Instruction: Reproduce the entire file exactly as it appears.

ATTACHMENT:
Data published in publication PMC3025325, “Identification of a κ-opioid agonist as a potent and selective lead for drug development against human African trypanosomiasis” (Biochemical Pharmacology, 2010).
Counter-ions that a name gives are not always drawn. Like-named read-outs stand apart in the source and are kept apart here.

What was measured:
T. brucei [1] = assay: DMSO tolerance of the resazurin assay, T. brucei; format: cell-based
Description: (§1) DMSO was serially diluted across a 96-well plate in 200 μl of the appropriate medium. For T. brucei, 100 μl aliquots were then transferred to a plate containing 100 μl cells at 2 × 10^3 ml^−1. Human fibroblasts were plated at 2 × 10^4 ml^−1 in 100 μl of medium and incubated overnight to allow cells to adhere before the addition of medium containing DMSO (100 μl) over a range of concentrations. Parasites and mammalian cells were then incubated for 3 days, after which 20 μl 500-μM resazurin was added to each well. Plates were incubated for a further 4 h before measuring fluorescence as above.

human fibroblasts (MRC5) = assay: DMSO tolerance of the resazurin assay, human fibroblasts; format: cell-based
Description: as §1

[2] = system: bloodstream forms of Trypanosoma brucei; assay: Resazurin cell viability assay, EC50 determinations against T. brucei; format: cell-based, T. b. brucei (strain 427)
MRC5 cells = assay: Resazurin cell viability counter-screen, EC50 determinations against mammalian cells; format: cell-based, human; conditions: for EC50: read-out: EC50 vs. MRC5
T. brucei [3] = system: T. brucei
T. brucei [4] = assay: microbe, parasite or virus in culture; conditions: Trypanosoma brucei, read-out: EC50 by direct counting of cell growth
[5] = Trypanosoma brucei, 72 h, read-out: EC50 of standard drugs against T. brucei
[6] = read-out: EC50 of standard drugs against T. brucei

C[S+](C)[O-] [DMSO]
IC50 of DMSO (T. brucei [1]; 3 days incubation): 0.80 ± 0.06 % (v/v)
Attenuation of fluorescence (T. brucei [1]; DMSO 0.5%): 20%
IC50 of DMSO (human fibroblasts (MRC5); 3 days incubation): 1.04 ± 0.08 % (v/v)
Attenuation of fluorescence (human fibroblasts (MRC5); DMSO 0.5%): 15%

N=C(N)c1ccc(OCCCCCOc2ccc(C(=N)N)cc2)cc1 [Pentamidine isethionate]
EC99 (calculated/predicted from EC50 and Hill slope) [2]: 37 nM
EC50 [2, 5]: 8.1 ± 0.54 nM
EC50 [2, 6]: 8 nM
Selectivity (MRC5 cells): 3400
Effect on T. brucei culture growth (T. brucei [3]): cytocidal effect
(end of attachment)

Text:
Data published in publication PMC3025325, “Identification of a κ-opioid agonist as a potent and selective lead for drug development against human African trypanosomiasis” (Biochemical Pharmacology, 2010).
Counter-ions that a name gives are not always drawn. Like-named read-outs stand apart in the source and are kept apart here.

What was measured:
T. brucei [1] = assay: DMSO tolerance of the resazurin assay, T. brucei; format: cell-based
Description: (§1) DMSO was serially diluted across a 96-well plate in 200 μl of the appropriate medium. For T. brucei, 100 μl aliquots were then transferred to a plate containing 100 μl cells at 2 × 10^3 ml^−1. Human fibroblasts were plated at 2 × 10^4 ml^−1 in 100 μl of medium and incubated overnight to allow cells to adhere before the addition of medium containing DMSO (100 μl) over a range of concentrations. Parasites and mammalian cells were then incubated for 3 days, after which 20 μl 500-μM resazurin was added to each well. Plates were incubated for a further 4 h before measuring fluorescence as above.

human fibroblasts (MRC5) = assay: DMSO tolerance of the resazurin assay, human fibroblasts; format: cell-based
Description: as §1

[2] = system: bloodstream forms of Trypanosoma brucei; assay: Resazurin cell viability assay, EC50 determinations against T. brucei; format: cell-based, T. b. brucei (strain 427)
MRC5 cells = assay: Resazurin cell viability counter-screen, EC50 determinations against mammalian cells; format: cell-based, human; conditions: for EC50: read-out: EC50 vs. MRC5
T. brucei [3] = system: T. brucei
T. brucei [4] = assay: microbe, parasite or virus in culture; conditions: Trypanosoma brucei, read-out: EC50 by direct counting of cell growth
[5] = Trypanosoma brucei, 72 h, read-out: EC50 of standard drugs against T. brucei
[6] = read-out: EC50 of standard drugs against T. brucei

C[S+](C)[O-] [DMSO]
IC50 of DMSO (T. brucei [1]; 3 days incubation): 0.80 ± 0.06 % (v/v)
Attenuation of fluorescence (T. brucei [1]; DMSO 0.5%): 20%
IC50 of DMSO (human fibroblasts (MRC5); 3 days incubation): 1.04 ± 0.08 % (v/v)
Attenuation of fluorescence (human fibroblasts (MRC5); DMSO 0.5%): 15%

N=C(N)c1ccc(OCCCCCOc2ccc(C(=N)N)cc2)cc1 [Pentamidine isethionate]
EC99 (calculated/predicted from EC50 and Hill slope) [2]: 37 nM
EC50 [2, 5]: 8.1 ± 0.54 nM
EC50 [2, 6]: 8 nM
Selectivity (MRC5 cells): 3400
Effect on T. brucei culture growth (T. brucei [3]): cytocidal effect